Guests attending the event had a rare opportunity to see the revolutionary air source “Neatpump” in action under test conditions, at a facility where, coincidentally, the new series of Robot Wars is currently being filmed.
While Star Renewable Energy’s innovation doesn’t involve flamethrowers or pneumatically powered axes, the system certainly proved to be of great interest to customers and suppliers within the low carbon heating sector, with a reverse cycle hot gas defrost and active control system designed to maximise uptime and efficiency.
“A clean air, decarbonised society in 2035 will need heatpumps capable of retrofit, not just other ways of burning stuff. We are thrilled to be able to show attendees exactly what it can do for them and their businesses.”
The air source development, which has been integrated with a district heating design, is the latest in a long line of innovations that have been brought to life by the joint thinking of a team of experts from Star Renewable Energy, Glasgow Housing Association (GHA), British Gas and consultants WSP Parsons Brinckerhoff.
The air source development is currently being tested under real weather conditions outside Star’s factory and has been confirmed to exceed modelling performance targets.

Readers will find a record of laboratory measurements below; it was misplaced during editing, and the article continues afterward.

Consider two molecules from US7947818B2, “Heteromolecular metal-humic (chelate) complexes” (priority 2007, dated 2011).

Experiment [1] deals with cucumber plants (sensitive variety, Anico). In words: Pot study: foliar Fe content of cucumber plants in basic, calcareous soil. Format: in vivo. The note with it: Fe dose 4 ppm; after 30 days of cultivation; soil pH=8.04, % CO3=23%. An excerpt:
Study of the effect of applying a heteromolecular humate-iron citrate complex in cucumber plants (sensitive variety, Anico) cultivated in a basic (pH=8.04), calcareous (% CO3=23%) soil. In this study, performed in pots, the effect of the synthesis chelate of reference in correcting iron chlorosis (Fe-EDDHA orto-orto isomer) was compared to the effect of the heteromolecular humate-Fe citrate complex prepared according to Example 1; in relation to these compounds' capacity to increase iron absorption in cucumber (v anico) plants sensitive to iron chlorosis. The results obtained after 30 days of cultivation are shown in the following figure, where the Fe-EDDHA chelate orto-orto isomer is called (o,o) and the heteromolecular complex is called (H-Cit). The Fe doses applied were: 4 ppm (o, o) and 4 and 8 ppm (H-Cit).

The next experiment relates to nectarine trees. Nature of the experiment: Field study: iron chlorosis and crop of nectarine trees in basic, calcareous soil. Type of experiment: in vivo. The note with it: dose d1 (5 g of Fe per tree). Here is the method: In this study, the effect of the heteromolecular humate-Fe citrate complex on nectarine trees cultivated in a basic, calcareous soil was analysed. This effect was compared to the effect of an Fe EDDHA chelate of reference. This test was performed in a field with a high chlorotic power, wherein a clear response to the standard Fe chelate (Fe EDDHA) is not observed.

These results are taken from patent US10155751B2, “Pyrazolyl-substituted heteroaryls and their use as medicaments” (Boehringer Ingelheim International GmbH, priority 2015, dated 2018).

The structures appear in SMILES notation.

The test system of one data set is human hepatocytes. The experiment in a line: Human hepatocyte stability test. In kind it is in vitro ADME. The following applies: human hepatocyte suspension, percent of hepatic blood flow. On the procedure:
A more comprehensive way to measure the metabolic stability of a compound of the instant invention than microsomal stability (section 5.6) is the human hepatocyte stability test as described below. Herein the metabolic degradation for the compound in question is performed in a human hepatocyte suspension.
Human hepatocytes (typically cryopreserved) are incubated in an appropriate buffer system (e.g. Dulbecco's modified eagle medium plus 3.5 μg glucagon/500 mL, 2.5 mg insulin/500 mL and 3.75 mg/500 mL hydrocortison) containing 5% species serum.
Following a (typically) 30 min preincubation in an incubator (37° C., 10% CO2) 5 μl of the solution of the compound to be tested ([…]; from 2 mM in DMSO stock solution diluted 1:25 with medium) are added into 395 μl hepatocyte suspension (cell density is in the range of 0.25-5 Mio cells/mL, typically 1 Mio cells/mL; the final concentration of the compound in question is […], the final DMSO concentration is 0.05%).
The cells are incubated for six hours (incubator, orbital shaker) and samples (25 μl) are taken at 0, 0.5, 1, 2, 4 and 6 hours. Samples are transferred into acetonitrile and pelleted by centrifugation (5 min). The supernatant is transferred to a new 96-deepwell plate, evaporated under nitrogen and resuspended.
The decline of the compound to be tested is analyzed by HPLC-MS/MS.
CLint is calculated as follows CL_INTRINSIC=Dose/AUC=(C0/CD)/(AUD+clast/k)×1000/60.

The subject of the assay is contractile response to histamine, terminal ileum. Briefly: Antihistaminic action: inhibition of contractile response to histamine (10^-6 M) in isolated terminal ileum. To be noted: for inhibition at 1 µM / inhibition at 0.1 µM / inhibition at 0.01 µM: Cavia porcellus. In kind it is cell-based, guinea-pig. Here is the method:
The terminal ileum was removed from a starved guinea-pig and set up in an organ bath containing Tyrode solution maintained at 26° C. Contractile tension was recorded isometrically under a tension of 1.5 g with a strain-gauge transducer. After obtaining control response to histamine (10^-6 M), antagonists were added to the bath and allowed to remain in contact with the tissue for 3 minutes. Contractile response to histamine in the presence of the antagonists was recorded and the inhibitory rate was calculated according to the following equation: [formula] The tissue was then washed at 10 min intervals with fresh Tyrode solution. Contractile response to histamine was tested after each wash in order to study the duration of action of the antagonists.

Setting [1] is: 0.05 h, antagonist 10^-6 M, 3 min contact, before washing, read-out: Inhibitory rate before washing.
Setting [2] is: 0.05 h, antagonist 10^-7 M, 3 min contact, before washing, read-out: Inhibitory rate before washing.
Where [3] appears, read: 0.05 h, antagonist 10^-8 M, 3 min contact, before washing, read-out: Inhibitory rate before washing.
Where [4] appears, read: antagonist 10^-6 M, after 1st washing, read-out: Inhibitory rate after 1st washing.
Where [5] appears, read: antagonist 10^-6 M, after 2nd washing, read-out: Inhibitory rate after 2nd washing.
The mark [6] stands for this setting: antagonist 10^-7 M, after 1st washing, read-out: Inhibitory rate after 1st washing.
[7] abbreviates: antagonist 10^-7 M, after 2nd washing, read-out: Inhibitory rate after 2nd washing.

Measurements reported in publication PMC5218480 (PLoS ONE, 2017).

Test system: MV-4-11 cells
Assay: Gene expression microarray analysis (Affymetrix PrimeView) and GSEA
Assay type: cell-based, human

Dave Pearson said:
“Extensive modelling and real-life testing have demonstrated that the high temperature air source heatpump can deliver effective and affordable heating to existing social housing with the result of a 53% drop in carbon footprint – dropping even further as the grid decarbonises.”
“The impact will be a generation of cleaner, lower cost heating for households.”
Lower Costs and Carbon Drive Process
Engineering consultants from WSP Parsons Brinckerhoff recognised that using low district heating temperatures would be the key to success, and, with their system modelling expertise, developed a fully integrated system design to maximise heat pump efficiency and deliver effective heating within the practical constraints of retrofitting to existing housing stock.
The GHA will also lead the deployment project once the heatpump has been fully tested and is ready to be despatched.
Robert Kilpatrick, an Assistant Director (Development & Operations) of University of Strathclyde Glasgow, who witnessed the testing of the large air source heatpump, said:
“I think it goes without saying that heat pumps are starting to offer a different type of solution to tackle carbon reduction on a large scale for generating heat, so, it’s a fantastic new development here which compliments the water source heat pumps that Star have already had some achievement on – well done to them.”
Star Renewable Energy has been at the forefront of innovation in the world of renewable heating since 2009, when parent company Star Refrigeration launched a range of high efficiency “natural working fluid” heat pumps, a move which was the first step in creating the award winning Neatpumps.